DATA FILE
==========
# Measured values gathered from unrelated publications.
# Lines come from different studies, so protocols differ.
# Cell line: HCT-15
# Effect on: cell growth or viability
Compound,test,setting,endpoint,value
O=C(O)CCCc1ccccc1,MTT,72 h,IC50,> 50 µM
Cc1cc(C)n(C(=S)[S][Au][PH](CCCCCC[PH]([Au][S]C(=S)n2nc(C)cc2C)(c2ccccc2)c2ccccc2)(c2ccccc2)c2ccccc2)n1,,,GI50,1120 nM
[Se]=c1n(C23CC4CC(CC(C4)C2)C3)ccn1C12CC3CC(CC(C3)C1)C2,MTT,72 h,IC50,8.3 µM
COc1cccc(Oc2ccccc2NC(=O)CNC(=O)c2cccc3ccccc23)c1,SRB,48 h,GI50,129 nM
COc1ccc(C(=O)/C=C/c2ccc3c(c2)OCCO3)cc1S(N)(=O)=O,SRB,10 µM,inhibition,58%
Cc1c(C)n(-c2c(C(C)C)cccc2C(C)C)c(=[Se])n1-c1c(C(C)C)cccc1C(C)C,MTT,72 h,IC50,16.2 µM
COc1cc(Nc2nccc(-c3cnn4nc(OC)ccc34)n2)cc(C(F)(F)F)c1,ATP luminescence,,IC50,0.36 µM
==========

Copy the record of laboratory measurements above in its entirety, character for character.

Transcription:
# Measured values gathered from unrelated publications.
# Lines come from different studies, so protocols differ.
# Cell line: HCT-15
# Effect on: cell growth or viability
Compound,test,setting,endpoint,value
O=C(O)CCCc1ccccc1,MTT,72 h,IC50,> 50 µM
Cc1cc(C)n(C(=S)[S][Au][PH](CCCCCC[PH]([Au][S]C(=S)n2nc(C)cc2C)(c2ccccc2)c2ccccc2)(c2ccccc2)c2ccccc2)n1,,,GI50,1120 nM
[Se]=c1n(C23CC4CC(CC(C4)C2)C3)ccn1C12CC3CC(CC(C3)C1)C2,MTT,72 h,IC50,8.3 µM
COc1cccc(Oc2ccccc2NC(=O)CNC(=O)c2cccc3ccccc23)c1,SRB,48 h,GI50,129 nM
COc1ccc(C(=O)/C=C/c2ccc3c(c2)OCCO3)cc1S(N)(=O)=O,SRB,10 µM,inhibition,58%
Cc1c(C)n(-c2c(C(C)C)cccc2C(C)C)c(=[Se])n1-c1c(C(C)C)cccc1C(C)C,MTT,72 h,IC50,16.2 µM
COc1cc(Nc2nccc(-c3cnn4nc(OC)ccc34)n2)cc(C(F)(F)F)c1,ATP luminescence,,IC50,0.36 µM